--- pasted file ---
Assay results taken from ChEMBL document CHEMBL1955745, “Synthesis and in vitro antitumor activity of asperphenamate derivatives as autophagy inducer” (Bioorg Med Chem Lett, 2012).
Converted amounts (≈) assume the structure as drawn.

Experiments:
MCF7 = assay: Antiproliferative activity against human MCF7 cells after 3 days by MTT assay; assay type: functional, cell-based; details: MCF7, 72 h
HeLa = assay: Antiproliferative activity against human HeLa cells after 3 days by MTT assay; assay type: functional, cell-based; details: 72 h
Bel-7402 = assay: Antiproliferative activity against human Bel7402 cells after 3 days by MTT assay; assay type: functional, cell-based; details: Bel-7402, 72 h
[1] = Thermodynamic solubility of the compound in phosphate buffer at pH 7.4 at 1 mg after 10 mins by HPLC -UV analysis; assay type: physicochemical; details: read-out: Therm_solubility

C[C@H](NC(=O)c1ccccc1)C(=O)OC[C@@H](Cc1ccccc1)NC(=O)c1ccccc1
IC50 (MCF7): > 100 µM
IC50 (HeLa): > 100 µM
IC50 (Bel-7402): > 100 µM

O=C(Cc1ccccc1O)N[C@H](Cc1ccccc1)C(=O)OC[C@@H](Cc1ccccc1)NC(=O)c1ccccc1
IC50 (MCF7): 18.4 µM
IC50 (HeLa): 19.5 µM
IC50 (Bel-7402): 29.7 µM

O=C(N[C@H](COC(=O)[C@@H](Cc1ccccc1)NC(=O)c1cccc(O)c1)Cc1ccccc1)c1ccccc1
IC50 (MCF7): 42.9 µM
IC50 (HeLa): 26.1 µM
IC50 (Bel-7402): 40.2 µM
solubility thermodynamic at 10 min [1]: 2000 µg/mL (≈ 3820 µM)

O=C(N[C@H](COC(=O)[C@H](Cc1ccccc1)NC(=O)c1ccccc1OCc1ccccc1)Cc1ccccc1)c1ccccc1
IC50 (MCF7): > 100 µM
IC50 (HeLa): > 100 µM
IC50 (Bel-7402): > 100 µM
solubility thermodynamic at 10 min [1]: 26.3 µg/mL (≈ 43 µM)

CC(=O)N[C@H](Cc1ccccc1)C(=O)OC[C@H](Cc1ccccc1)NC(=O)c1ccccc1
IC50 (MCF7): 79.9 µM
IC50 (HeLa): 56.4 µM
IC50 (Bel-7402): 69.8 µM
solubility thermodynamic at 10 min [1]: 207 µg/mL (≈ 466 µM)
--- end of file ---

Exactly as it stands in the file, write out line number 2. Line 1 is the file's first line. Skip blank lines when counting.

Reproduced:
Converted amounts (≈) assume the structure as drawn.